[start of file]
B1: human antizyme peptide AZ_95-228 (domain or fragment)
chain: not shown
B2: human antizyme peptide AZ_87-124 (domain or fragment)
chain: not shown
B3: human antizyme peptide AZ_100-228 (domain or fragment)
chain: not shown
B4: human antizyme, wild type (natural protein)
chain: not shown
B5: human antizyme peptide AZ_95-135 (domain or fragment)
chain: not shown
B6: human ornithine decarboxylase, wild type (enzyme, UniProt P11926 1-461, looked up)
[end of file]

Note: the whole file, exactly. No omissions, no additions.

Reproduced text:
B1: human antizyme peptide AZ_95-228 (domain or fragment)
chain: not shown
B2: human antizyme peptide AZ_87-124 (domain or fragment)
chain: not shown
B3: human antizyme peptide AZ_100-228 (domain or fragment)
chain: not shown
B4: human antizyme, wild type (natural protein)
chain: not shown
B5: human antizyme peptide AZ_95-135 (domain or fragment)
chain: not shown
B6: human ornithine decarboxylase, wild type (enzyme, UniProt P11926 1-461, looked up)